Section 1-6:  Solving Quadratic Equations 
Any equation in the form
  ax2 + bx + c = 0 with a not equal 0 
is called a quadratic equation!
A value that satisfies this equation is called a root, zero or solution of the equation!!  We have three methods we can use to solve these equations:
  1)  factoring (easy)
   2)  completing the square
  3)  quadratic formula

Factoring review!
Solve each by factoring

 
Completing the square!!
Follow the explanation and sample problem to review completing the square
2x2 - 12x - 9 = 0

 
Quadratic Formula
As proved in class the quadratice formula is derived by completing the square.  Here is the formula:
 
If ax2 + bx + c = 0 then the roots of the equation are:
 
 
Look familiar?  It better!!
 

 
2x2 + 5 = 3x
                                              2x2 - 3x + 5 = 0 (putting in correct form)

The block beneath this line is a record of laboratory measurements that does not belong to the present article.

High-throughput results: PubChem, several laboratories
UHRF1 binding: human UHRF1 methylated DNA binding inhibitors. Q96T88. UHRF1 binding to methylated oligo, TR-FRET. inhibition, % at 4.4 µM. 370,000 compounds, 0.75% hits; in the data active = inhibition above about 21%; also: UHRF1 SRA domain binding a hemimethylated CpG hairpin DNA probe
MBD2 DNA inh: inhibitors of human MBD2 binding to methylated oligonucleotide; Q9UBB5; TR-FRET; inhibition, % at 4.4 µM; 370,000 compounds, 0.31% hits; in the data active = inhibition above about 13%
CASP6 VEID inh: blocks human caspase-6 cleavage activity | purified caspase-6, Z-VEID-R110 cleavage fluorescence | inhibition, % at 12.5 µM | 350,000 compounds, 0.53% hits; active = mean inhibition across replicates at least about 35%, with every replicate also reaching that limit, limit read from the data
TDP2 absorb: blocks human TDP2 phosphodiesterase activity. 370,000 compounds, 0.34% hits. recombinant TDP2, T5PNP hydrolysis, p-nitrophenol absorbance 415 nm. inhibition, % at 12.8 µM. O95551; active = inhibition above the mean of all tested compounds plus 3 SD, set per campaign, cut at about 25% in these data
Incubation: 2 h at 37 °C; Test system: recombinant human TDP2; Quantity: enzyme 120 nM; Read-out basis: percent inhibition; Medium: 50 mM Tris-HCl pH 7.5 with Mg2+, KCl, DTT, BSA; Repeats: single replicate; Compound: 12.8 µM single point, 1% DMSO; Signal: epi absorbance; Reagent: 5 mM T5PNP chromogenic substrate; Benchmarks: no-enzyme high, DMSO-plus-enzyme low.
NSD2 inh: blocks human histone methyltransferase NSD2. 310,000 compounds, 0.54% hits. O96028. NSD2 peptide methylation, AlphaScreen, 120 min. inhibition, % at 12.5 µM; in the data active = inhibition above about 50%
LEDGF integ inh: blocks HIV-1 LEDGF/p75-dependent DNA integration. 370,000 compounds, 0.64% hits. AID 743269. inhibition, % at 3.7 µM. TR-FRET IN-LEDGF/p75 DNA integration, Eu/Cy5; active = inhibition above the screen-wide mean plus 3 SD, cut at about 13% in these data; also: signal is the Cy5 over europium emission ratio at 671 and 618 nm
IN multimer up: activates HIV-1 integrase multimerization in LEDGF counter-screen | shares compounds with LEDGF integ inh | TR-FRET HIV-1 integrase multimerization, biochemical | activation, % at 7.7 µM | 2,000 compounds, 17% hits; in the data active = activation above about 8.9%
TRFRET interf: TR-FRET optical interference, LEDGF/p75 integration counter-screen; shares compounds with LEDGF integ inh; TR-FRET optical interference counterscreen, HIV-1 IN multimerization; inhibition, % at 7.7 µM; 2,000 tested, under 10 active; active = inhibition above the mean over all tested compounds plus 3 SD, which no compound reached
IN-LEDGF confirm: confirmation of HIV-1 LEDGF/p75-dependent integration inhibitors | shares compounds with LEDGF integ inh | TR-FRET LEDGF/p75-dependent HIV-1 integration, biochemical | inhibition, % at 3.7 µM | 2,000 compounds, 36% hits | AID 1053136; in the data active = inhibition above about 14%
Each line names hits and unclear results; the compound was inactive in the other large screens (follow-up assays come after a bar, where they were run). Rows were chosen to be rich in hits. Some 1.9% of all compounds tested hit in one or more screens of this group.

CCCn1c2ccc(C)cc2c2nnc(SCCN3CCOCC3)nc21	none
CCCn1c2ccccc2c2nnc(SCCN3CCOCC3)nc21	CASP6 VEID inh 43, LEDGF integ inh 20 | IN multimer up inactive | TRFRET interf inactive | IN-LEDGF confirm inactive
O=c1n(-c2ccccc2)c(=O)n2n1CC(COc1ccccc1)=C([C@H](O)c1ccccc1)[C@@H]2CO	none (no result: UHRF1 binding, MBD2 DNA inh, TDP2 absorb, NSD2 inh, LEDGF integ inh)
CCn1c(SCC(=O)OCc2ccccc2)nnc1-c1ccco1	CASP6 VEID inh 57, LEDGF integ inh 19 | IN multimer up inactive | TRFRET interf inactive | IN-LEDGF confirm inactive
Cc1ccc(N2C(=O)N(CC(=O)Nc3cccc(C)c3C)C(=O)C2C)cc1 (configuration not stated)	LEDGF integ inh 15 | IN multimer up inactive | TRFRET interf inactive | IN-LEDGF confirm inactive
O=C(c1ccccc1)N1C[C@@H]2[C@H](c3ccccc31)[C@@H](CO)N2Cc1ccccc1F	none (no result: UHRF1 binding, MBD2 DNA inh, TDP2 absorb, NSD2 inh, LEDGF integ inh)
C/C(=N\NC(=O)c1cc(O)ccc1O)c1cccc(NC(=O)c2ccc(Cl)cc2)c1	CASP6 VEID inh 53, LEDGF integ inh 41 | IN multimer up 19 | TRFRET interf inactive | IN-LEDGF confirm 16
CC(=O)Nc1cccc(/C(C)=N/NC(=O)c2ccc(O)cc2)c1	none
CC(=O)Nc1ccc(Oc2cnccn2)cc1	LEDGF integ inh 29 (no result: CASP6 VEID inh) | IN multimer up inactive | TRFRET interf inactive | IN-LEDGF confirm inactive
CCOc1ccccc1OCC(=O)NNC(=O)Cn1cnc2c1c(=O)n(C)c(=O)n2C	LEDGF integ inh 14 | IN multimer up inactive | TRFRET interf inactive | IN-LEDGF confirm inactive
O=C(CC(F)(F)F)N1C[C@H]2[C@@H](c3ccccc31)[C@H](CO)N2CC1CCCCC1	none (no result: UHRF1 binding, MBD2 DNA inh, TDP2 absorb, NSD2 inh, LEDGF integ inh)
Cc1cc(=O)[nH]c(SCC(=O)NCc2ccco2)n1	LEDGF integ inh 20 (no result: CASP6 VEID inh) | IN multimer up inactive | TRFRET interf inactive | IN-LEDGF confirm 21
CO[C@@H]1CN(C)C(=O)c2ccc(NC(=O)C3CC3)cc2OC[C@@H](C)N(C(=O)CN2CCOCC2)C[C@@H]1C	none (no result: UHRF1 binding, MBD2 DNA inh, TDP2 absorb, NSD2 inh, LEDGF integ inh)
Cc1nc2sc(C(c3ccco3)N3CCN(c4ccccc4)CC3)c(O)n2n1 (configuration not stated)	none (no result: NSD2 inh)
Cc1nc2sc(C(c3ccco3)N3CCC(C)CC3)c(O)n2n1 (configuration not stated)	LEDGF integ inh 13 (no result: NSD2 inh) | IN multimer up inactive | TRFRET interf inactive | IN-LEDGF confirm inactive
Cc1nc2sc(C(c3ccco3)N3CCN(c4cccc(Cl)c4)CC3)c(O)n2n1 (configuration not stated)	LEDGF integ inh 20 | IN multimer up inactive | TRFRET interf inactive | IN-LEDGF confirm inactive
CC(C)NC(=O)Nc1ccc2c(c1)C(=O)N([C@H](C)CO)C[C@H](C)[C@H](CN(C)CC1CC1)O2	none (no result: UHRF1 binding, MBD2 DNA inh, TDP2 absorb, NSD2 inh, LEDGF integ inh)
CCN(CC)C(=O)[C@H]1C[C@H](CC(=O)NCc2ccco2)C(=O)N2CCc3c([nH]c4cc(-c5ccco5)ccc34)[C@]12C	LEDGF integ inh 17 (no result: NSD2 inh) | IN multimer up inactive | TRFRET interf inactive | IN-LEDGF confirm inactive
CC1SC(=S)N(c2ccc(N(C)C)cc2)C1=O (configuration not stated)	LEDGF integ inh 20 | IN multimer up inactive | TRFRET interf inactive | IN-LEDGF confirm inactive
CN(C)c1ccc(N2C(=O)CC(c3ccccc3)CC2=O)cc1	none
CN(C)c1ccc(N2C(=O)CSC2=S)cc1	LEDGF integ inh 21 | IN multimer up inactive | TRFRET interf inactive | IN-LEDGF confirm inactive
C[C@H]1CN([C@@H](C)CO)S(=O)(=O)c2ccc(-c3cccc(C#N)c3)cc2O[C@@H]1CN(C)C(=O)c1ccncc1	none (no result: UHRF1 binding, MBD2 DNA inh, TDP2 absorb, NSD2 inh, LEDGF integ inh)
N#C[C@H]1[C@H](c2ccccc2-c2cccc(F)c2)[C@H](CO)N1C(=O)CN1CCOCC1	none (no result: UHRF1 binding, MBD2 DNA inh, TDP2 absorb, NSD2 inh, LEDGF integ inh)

a = 2, b = -3 and c = 5  Use the formula:
 
 

 
The Discriminant!
The quantity under the radical in the quadratic formula can tell us alot about the nature of the solutions.  Therefore, it is given a special name.  The discriminant is b2 - 4ac
If the discriminant is less than zero, then you will be taking the square root of a negative number yielding complex solutions.  If the discriminant equals zero, you have one real solution (namely -b/2a)  (Where have I heard that before?).  If the discriminant is greater than zero, then we have two different real solutions.  This is summarized in the following chart:
discriminant Types of solutions
b2 - 4ac < 0 Two complex conjugates
b2 -4ac = 0 One real (double root)
b2 - 4ac > 0 Two different real roots

 
Warning!  Warning!  Danger Ahead!!
Be extremely careful in solving problems like this:
x2 = x
It is very tempting to divide both sides by x to get:
x = 1
This is incorrect, because you have completely eliminated one of the solutions.  Never divide both sides of an equation by a variable if it cancels from both sides!!
Correct way to do the problem is as follows:
x2 = x
x2 - x = 0
x(x - 1) = 0
Solutions are x = 0 and x = 1
 

 
Honk!  Honk!  That about does it for this section!  Onward and upward!